Utilization of SI-RAFT polymerization allows to synthesize grafted polymers with relatively low molar mass dispersity, and the length of grafted polymers is adjustable by changing
the reaction time or modifying the monomer concentration. Moreover, compared with the conventional “graft from” reaction in a batch reactor, the in-solution “gelation” problem
is avoided owing to the flow nature of the continuous system. Fabrication of block copolymer grafted SiMPs was also demonstrated due to the living nature of the RAFT polymerization. Compared with the cumbersome and timeconsuming batch fabrication of PGPs and possible gelation problem, the continuous flow chemistry approach allows a facile fabrication of PGP in a continuous manner with a more environmentally friendly solvent. This should open the possibility for more process control in actual commercial applications.
ThalesNano would like to thank the authors for their contribution
Phoenix Flow ReactorTM is designed to perform reactions up to 450 °C. The pressure range can reach up to 200 bar applying a back pressure regulator.
The Phoenix Flow ReactorTM is equipped with a stainless steel column (99 mm length, 3.8 mm inner diameter), an HPLC pump, and a Back Pressure Regulator Module (controlling pressure of the whole system up to 200 bar), was supplied by ThalesNano Nanotechology Inc. Both ends of the column were covered with a stainless steel filter (10 micron, Valco Instruments) to prevent the particles from being flushed out.
Risk assessment and hazards:
Always use the system in a well ventilated fume hood to avoid inhalation of solvent vapors. Never open it at high pressure or temperature, the overheated or pressurized solvents can cause injuries. Avoid contact with the heated parts.
RESULTS AND DISCUSSION
The synthesis of the initiator (or chain transfer agent) (CTA) was based on a previously reported procedure. This CTA was then grafted in situ to the microparticles (SiMP) packed in the column. After removal of the excess initiators with flushing, the first homopolymer, PPEGMEMA-gSiMPs, was grafted via activation of the CTA with the introduction of the free radical initiator ACVA. Controlling the temperature and pressure allowed for the shorter half-life for activation. By controlling the flow rate, residence time (circulation time) or the monomer feed ratio, it is possible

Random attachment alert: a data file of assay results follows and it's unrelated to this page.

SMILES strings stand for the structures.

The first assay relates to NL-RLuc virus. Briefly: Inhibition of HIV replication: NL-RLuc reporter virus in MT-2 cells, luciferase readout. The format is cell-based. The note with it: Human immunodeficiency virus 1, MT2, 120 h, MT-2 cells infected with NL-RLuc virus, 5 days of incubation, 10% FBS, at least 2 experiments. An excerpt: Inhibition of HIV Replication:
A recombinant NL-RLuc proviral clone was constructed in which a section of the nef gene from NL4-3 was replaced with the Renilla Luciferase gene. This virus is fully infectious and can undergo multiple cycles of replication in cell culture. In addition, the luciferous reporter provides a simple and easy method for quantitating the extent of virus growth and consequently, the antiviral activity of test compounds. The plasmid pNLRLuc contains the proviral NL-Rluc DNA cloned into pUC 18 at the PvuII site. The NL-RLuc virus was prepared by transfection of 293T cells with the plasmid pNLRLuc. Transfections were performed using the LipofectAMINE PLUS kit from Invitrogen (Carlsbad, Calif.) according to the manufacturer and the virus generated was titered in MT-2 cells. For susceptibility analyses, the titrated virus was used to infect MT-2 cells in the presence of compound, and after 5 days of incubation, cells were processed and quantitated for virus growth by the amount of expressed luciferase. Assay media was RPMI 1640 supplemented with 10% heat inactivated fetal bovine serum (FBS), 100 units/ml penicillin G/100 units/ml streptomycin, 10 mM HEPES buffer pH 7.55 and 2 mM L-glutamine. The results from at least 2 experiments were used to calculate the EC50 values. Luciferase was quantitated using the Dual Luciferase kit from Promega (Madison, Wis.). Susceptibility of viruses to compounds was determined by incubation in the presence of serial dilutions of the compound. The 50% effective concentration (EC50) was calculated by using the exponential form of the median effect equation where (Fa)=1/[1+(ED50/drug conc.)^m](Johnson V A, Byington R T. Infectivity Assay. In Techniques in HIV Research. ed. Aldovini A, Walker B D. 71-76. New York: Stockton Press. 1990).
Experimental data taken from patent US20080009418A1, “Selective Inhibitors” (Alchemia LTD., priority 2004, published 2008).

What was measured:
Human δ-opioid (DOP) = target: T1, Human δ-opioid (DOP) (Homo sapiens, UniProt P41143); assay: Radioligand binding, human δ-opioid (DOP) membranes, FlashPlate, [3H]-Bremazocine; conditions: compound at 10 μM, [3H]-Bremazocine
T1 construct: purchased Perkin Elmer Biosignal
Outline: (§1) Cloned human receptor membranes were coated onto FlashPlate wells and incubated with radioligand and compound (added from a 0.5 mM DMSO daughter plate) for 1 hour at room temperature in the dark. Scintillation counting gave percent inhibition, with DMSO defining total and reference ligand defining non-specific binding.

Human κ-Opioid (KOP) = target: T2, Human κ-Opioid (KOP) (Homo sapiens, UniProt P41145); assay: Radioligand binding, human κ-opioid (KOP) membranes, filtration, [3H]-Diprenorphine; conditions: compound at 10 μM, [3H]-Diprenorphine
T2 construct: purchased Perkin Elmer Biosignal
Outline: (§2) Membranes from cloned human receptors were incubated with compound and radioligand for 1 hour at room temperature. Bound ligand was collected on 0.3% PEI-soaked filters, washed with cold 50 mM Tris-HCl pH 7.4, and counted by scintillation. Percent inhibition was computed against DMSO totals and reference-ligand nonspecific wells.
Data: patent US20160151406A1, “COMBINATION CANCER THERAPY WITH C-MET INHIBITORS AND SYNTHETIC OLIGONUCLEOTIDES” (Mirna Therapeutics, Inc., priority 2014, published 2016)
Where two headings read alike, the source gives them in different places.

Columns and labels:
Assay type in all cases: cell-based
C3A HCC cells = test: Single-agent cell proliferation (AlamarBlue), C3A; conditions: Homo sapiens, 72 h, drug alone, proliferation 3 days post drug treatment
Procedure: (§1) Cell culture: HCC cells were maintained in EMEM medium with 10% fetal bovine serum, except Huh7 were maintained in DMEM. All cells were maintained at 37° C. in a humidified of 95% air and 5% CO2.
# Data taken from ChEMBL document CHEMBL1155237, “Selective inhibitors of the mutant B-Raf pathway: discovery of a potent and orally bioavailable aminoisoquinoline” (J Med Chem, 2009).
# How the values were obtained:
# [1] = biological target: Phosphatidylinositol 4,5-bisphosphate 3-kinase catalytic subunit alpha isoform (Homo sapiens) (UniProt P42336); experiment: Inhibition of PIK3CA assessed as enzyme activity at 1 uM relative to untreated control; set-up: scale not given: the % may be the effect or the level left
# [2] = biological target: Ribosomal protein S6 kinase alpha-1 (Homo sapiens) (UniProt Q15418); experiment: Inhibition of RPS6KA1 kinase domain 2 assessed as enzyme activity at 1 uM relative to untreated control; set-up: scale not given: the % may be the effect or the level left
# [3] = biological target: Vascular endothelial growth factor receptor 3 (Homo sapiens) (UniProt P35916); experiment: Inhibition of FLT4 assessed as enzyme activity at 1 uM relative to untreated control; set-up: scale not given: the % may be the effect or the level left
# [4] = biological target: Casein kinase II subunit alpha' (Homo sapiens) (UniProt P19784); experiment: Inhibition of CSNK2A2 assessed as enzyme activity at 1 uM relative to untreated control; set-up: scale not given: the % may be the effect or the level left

to control the MW (Figure 2).
Figure 2. SEC Data of PEGMEMA Homopolymers grafted on the particle surace: A) Residence time control (longer time, higher MW), B) Monomer feed control (higher Monomer ratio, higher MW). Lower Retention volume = higher MW.
Secondly, after removing the excess monomers, the block copolymer PPEGMEMA-b-PNIPAM-g-SiMPs was prepared. Again, by controlling the flow rate, residence time (circulation time) or the monomer feed ratio, it is possible to control the MW of the second block. The successful grafting of block copolymer with low molar mass dispersity was confirmed by IR spectra, SEC curve and 1H NMR spectra. TGA measurements confirmed the change in weight composition upon grafting of the successive blocks of polymers. Because of the thermo-sensitivity of the outer PNIPAM block, the
surface of PPEGMEMA-b-PNIPAM-g-SiMPs became more hydrophobic when raising the temperature above the lower critical solution temperature (LCST). This was proven by doing contact angle–wetting experiments on the modified particles (Figure 3).
Figure 3. Contact angle measurement on the particles at various stages of the surface modification, A) unmodified particle, B) SiMP, C) PPEGMEMA, D) PPEGMEMA-b-PNIPAM at room temperature, E) PPEGMEMA-b-PNIPAM at higher temperature, and F) Optical Micrograph of modified particles.
1) Y. Tsujii, M. Ejaz, K. Sato, A. Goto, T. Fukuda, Macromolecules 2001, 34, 8872.
2) Ye, P.; Cao, P.; Chen, Q.; Advincula, R. “Continuous Flow Fabrication of Block Copolymer–Grafted Silica Micro‐Particles in Environmentally Friendly Water/Ethanol Media” Macro. Mat. Eng. 2018 https://doi.org/10.1002/mame.201800451